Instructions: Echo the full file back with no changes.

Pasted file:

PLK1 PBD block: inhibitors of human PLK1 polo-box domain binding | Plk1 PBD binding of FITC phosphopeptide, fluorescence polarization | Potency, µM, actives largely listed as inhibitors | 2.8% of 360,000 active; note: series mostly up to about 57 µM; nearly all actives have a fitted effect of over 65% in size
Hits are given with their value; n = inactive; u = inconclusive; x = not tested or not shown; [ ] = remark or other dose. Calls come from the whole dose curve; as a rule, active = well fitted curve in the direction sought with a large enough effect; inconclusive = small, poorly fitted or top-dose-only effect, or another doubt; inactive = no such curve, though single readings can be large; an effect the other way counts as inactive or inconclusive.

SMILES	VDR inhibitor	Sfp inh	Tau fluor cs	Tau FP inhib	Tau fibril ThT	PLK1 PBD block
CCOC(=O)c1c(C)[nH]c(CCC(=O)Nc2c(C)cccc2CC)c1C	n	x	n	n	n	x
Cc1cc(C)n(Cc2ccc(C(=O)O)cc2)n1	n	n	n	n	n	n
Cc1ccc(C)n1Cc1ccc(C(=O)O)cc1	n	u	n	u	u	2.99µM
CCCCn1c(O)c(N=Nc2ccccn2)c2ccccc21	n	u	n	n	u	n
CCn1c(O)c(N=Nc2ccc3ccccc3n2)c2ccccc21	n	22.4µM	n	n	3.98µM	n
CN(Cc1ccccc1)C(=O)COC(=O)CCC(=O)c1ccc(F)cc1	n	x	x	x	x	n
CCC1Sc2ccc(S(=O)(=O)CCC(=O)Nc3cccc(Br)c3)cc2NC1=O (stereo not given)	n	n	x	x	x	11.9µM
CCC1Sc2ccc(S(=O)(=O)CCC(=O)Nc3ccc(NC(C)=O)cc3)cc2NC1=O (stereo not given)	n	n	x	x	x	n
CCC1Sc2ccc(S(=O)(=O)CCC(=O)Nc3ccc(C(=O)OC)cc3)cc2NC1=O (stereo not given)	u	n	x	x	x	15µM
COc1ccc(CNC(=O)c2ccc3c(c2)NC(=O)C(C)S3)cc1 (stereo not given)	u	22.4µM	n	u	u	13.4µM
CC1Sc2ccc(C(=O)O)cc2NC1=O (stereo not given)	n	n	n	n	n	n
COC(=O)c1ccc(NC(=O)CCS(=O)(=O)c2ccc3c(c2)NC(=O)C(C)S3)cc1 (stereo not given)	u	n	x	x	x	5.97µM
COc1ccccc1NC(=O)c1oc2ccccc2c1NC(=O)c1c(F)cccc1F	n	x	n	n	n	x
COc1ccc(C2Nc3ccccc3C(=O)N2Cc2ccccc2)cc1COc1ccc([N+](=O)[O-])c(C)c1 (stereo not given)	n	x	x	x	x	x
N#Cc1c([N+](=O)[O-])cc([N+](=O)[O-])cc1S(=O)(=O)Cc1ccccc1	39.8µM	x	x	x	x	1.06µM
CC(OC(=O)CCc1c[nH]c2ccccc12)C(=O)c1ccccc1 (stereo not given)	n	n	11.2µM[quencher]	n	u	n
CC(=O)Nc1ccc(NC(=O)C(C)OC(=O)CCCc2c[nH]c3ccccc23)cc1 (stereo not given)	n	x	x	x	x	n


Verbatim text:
PLK1 PBD block: inhibitors of human PLK1 polo-box domain binding | Plk1 PBD binding of FITC phosphopeptide, fluorescence polarization | Potency, µM, actives largely listed as inhibitors | 2.8% of 360,000 active; note: series mostly up to about 57 µM; nearly all actives have a fitted effect of over 65% in size
Hits are given with their value; n = inactive; u = inconclusive; x = not tested or not shown; [ ] = remark or other dose. Calls come from the whole dose curve; as a rule, active = well fitted curve in the direction sought with a large enough effect; inconclusive = small, poorly fitted or top-dose-only effect, or another doubt; inactive = no such curve, though single readings can be large; an effect the other way counts as inactive or inconclusive.

SMILES	VDR inhibitor	Sfp inh	Tau fluor cs	Tau FP inhib	Tau fibril ThT	PLK1 PBD block
CCOC(=O)c1c(C)[nH]c(CCC(=O)Nc2c(C)cccc2CC)c1C	n	x	n	n	n	x
Cc1cc(C)n(Cc2ccc(C(=O)O)cc2)n1	n	n	n	n	n	n
Cc1ccc(C)n1Cc1ccc(C(=O)O)cc1	n	u	n	u	u	2.99µM
CCCCn1c(O)c(N=Nc2ccccn2)c2ccccc21	n	u	n	n	u	n
CCn1c(O)c(N=Nc2ccc3ccccc3n2)c2ccccc21	n	22.4µM	n	n	3.98µM	n
CN(Cc1ccccc1)C(=O)COC(=O)CCC(=O)c1ccc(F)cc1	n	x	x	x	x	n
CCC1Sc2ccc(S(=O)(=O)CCC(=O)Nc3cccc(Br)c3)cc2NC1=O (stereo not given)	n	n	x	x	x	11.9µM
CCC1Sc2ccc(S(=O)(=O)CCC(=O)Nc3ccc(NC(C)=O)cc3)cc2NC1=O (stereo not given)	n	n	x	x	x	n
CCC1Sc2ccc(S(=O)(=O)CCC(=O)Nc3ccc(C(=O)OC)cc3)cc2NC1=O (stereo not given)	u	n	x	x	x	15µM
COc1ccc(CNC(=O)c2ccc3c(c2)NC(=O)C(C)S3)cc1 (stereo not given)	u	22.4µM	n	u	u	13.4µM
CC1Sc2ccc(C(=O)O)cc2NC1=O (stereo not given)	n	n	n	n	n	n
COC(=O)c1ccc(NC(=O)CCS(=O)(=O)c2ccc3c(c2)NC(=O)C(C)S3)cc1 (stereo not given)	u	n	x	x	x	5.97µM
COc1ccccc1NC(=O)c1oc2ccccc2c1NC(=O)c1c(F)cccc1F	n	x	n	n	n	x
COc1ccc(C2Nc3ccccc3C(=O)N2Cc2ccccc2)cc1COc1ccc([N+](=O)[O-])c(C)c1 (stereo not given)	n	x	x	x	x	x
N#Cc1c([N+](=O)[O-])cc([N+](=O)[O-])cc1S(=O)(=O)Cc1ccccc1	39.8µM	x	x	x	x	1.06µM
CC(OC(=O)CCc1c[nH]c2ccccc12)C(=O)c1ccccc1 (stereo not given)	n	n	11.2µM[quencher]	n	u	n
CC(=O)Nc1ccc(NC(=O)C(C)OC(=O)CCCc2c[nH]c3ccccc23)cc1 (stereo not given)	n	x	x	x	x	n